In Spain last year, the government had to back away from a proposal that would have made the country’s abortion laws some of the most restrictive in Europe. But new proposals to limit Spanish women’s right to abortion were presented only a few months later.
“All restrictions of abortion rights entail a risk of guilting and shaming women, which leads to abortions that are clandestine, delayed and carried out under greater medical risks. For this reason, restricting women’s right to free abortion can have incredibly serious consequences,” says Kristina Ljungros.
Facts about abortion
A medical abortion is done with a combination of two drugs. The woman is first given tablets with mifepriston, which in accordance with the Abortion Act must be taken at the hospital/clinic. This drug inhibits the effect of the hormone progesterone and increases the uterus’s sensitivity to prostaglandin analogues such as misoprostol. After a few days, the woman is given misoprostol, which causes the uterus to contract and dilates the cervix so that the foetus is expelled. A check-up or an at-home test verifies that the abortion is complete.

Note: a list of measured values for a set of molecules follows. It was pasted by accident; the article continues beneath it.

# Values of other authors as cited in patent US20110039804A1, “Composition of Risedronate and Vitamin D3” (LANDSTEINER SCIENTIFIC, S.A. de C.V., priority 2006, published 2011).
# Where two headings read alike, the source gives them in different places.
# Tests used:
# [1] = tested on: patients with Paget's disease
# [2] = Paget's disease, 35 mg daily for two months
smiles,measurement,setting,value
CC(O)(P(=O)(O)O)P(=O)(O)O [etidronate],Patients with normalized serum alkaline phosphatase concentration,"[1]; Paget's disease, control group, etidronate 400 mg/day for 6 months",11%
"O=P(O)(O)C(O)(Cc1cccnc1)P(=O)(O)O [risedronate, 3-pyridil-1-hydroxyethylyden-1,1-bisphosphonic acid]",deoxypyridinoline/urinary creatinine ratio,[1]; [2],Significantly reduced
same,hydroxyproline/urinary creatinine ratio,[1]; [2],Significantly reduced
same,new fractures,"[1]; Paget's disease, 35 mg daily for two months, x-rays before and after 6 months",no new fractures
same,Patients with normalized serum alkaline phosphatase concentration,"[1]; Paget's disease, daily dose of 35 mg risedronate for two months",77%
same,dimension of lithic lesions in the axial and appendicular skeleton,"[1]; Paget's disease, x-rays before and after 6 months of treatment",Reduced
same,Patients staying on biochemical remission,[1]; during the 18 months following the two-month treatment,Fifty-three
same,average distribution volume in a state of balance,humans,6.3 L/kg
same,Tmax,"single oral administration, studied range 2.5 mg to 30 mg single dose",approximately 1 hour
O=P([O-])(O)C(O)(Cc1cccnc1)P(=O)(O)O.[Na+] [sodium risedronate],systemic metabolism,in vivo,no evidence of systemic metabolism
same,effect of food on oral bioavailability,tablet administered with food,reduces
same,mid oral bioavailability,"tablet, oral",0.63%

Sources: Skåne University Hospital, Kristina Gemzell Danielsson.
Abortion in Sweden
How many? In 2013, approximately 36,600 abortions were carried out in Sweden. That figure corresponds to 20.3 abortions per 1,000 women.
When? The majority of abortions are carried out early in the pregnancy. 79 per cent of the abortions are carried out up until week 8. 14 per cent are carried out in weeks 9–11, 6 per cent in week 12–17 and one per cent in week 18 or later (when authorisation is required).
How? The method used is influenced by when in the pregnancy the abortion is carried out: In week 6 or earlier, the medical method is used in as much as 97 per cent of abortions. The other 3 per cent are carried out using the surgical method. However, at week 12 or later, the surgical method is used in most, 91 per cent, of the cases.
Source: National Board of Health and Welfare
Text: Karin Söderlund-Leifler, first published in the magazine Medicinsk Vetenskap, no 3, 2015